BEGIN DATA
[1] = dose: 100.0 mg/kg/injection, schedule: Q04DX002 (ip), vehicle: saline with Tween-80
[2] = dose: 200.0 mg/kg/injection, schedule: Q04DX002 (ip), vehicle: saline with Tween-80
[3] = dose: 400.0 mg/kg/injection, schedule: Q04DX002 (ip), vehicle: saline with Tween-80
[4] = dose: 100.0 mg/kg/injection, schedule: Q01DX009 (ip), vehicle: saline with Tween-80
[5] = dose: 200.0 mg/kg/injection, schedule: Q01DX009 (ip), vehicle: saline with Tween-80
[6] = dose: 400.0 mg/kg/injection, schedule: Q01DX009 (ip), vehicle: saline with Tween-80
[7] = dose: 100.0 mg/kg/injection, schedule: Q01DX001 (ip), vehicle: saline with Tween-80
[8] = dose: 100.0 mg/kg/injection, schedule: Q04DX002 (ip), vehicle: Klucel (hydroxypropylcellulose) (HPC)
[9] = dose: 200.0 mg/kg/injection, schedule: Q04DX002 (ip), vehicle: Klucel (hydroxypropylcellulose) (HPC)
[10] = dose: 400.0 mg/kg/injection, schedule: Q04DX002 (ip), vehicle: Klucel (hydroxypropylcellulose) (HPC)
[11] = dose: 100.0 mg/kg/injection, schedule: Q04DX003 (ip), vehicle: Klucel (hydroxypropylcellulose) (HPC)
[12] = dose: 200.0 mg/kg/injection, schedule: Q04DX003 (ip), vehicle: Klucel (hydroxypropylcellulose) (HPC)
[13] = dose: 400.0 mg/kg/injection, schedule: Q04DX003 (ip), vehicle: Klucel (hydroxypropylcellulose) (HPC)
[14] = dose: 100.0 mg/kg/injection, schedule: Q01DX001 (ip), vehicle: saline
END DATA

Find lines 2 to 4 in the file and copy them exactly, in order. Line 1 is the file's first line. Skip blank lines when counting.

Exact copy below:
[2] = dose: 200.0 mg/kg/injection, schedule: Q04DX002 (ip), vehicle: saline with Tween-80
[3] = dose: 400.0 mg/kg/injection, schedule: Q04DX002 (ip), vehicle: saline with Tween-80
[4] = dose: 100.0 mg/kg/injection, schedule: Q01DX009 (ip), vehicle: saline with Tween-80